```ConstAdjacentCircularIterator<
typename std::vector< char >::const_iterator > i0(
vc.begin(), vc.begin() + 2, vc.end() );

typename std::vector< char >::const_iterator > i1(
vc.begin(), vc.begin() + 2, vc.begin() + 3 );
```

`i0` and `i1` have the same position – `vc.begin() + 2`. If we were just comparing position, `i0 == i1` is `true`. Unfortunately, `*i0 == *i1` is `false`.

`*i0` is `(c, d)`

`*i1` is `(c, a)`

It is a normal restriction for `operator ==` to be valid only if the iterators refer to the same underlying sequence (C++11 standard section 24.2.5). Even though `i0` and `i1` are based off the same underlying container, they are not referring to the same sequence since they have different `end` values.

All of that is a long-winded way of saying that we need to compare `begin_`, `position_`, and `end_`.

```template< typename Iterator >
bool operator !=(
ConstAdjacentCircularIterator< Iterator > const& b )
{
return !( a == b );
}
```

I define inequality in terms of equality – that’s a common technique. Since this doesn’t need to be a member function it isn’t.

Our `getEdges` function is now simple (at least it would be if I were using typedefs):

```template< typename T >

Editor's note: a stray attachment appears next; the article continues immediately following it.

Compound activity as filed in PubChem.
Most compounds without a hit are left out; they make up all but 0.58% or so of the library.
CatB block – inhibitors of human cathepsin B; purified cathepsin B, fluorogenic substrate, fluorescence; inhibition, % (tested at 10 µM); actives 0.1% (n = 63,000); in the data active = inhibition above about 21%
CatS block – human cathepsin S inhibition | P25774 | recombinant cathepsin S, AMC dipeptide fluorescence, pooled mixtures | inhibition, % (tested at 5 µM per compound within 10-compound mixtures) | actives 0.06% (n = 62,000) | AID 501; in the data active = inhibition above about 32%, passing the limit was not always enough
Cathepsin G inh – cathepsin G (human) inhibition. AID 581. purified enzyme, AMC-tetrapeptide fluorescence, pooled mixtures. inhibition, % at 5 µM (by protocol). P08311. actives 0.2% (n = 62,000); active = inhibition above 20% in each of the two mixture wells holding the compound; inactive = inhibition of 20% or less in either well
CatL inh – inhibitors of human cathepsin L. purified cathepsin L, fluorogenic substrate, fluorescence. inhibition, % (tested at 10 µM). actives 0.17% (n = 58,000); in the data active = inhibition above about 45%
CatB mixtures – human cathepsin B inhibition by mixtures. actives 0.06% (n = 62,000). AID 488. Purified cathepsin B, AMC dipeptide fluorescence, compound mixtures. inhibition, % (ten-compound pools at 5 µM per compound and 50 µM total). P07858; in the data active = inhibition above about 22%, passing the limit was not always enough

std::vector< std::pair< typename T::value_type, typename T::value_type > >
getEdgesIterator( T const& vertices)
{
std::vector< std::pair<
typename T::value_type,
typename T::value_type > > edges;

std::begin( vertices ),
std::begin( vertices ),
std::end( vertices ) );
std::begin( vertices ),
std::end( vertices ),
std::end( vertices ) );

std::copy( b, e, std::back_inserter( edges ) );

return edges;
}
```

Even better, since we now have iterators it looks like we can use any standard algorithm that requires iterators – `std::for_each`, `std::transform`, `std::find` etc.

I will award bonus points to anyone who spotted the weasel words in that statement – “looks like”. That’s an important caveat and we’re going to come back to it later. For the time being let’s just say that `ConstAdjacentCircularIterator` is doing a reasonable impersonation of an iterator.

So much for the const version of the iterator, what about the non-const version? There’s one difference – the type of `value_type`:

```typedef std::pair<
typename Iterator::value_type&,